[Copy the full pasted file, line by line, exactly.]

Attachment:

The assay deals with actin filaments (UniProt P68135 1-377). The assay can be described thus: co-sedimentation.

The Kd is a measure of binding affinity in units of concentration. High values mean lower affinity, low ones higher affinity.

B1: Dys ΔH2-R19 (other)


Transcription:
The assay deals with actin filaments (UniProt P68135 1-377). The assay can be described thus: co-sedimentation.

The Kd is a measure of binding affinity in units of concentration. High values mean lower affinity, low ones higher affinity.

B1: Dys ΔH2-R19 (other)